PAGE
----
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Peter Buck Talks About R.E.M.’s Breakup in New Interview

It was kind of anti-climactic, but there's information buried in there nonetheless

Peter Buck, former guitarist for R.E.M., has described the quintessential ’80s college radio rockers’ 2011 breakup in a new interview with Rolling Stone. Writer and longtime R.E.M. correspondent David Fricke met with Buck in January, at the site of one of the guitarist’s current projects, the Todos Santos Music Festival in Todos Santos, Mexico.

As Buck describes it, the split was a long time coming, beginning when he objected to adding shows in flyover states during R.E.M.’s final tour in 2008. “If this is our last tour, I don’t want to end with two half-full shows in a state you couldn’t pay me to set foot in,” the guitarist recalls saying at the time. Buck goes on to describes how the 2008 tour led to the three original members’ eventual decision to call it quits in 2011:

The last show — we were in Mexico City [in 2008]. We’re like the Beatles there. It was great for us. And I went, “This is kind of sad.” And Michael [Stipe] goes, “Yeah, a little. We’re probably never going to play these songs again.” And I went, “You might be right.”

But we were doing the last record, [2011’s] Collapse Into Now. We hadn’t made an announcement or anything. We got together, and Michael said, “I think you guys will understand. I need to be away from this for a long time.” And I said, “How about forever?” Michael looked at Mike [Mills], and Mike said, “Sounds right to me.” That’s how it was decided.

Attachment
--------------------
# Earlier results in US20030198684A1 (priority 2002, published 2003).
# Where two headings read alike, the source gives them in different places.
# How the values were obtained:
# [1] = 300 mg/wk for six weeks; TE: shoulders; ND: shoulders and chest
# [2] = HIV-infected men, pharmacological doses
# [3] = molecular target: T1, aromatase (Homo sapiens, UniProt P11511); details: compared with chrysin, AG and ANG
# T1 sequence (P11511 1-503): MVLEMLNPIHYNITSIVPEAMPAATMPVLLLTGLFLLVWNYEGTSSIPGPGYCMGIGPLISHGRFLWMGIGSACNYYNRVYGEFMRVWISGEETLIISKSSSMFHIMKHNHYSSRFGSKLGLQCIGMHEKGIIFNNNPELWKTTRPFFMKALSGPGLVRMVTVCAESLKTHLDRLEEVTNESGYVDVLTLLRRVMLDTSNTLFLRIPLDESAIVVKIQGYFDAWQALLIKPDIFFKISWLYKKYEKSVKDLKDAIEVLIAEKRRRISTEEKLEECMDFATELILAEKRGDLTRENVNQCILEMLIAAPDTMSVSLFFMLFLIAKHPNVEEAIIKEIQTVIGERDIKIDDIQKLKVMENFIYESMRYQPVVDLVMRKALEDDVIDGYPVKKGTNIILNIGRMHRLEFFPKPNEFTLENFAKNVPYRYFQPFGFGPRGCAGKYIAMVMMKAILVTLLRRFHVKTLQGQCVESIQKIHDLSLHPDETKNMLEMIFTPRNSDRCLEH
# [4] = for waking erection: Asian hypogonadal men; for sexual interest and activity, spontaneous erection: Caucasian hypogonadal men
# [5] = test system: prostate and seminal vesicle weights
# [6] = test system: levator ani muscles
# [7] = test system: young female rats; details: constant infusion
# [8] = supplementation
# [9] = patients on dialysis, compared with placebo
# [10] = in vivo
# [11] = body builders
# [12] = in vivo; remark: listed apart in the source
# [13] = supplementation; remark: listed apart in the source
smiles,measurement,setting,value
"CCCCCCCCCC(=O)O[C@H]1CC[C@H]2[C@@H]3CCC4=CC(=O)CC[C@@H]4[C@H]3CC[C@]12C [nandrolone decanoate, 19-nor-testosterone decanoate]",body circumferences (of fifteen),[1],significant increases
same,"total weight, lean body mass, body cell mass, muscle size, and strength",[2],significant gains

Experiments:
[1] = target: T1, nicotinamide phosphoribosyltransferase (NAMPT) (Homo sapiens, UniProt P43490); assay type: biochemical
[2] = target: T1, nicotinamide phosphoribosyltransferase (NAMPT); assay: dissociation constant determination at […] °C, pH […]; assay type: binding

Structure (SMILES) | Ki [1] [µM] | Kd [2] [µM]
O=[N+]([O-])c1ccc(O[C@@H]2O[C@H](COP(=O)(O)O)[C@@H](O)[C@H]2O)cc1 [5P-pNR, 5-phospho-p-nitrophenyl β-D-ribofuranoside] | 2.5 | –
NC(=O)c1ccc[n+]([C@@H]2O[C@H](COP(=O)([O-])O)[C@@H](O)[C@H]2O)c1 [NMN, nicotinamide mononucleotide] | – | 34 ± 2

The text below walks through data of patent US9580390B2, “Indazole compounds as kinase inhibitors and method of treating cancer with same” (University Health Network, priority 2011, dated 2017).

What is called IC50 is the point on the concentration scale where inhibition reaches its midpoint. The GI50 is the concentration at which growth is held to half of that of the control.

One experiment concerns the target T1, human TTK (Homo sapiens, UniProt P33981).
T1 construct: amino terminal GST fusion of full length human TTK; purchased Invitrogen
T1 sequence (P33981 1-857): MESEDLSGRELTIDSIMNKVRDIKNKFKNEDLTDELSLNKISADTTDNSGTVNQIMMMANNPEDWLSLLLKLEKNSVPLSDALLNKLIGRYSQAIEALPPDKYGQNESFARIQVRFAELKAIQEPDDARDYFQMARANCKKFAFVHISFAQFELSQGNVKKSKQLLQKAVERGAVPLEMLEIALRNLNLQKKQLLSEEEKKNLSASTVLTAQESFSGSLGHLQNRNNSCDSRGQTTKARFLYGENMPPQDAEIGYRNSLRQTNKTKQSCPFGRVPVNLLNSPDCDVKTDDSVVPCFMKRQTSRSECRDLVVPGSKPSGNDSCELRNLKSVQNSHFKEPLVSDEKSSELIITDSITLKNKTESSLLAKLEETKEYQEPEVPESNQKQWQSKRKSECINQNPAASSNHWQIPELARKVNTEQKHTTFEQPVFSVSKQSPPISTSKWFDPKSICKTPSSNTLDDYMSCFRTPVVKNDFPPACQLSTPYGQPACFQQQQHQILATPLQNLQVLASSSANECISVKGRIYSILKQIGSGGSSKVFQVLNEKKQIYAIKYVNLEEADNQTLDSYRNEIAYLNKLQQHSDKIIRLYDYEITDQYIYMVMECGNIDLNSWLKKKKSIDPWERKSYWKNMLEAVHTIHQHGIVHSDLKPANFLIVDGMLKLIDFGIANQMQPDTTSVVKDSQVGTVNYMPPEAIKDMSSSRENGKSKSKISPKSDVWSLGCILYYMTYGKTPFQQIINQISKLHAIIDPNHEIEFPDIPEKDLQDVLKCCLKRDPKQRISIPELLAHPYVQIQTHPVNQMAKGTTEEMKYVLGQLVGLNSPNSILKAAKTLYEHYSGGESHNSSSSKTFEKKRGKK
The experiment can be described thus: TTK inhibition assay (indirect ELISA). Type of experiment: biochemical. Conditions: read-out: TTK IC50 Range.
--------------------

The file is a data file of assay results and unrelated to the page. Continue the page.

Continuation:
Later in the interview, Buck sums the band’s legacy thus: “There are a couple of records that aren’t great. But there’s a couple of Bob Dylan records that aren’t great.”

Despite an expressed distaste for the music industry, Buck has kept busy since the end of R.E.M. He released his second solo record last fall, performed at his Todos Santos festival, and according to the interview, has been playing with Sleater-Kinney’s Corin Tucker in a band called Filthy Friends. Read the full piece at Rolling Stone, and revisit SPIN’s 1991 cover story on R.E.M.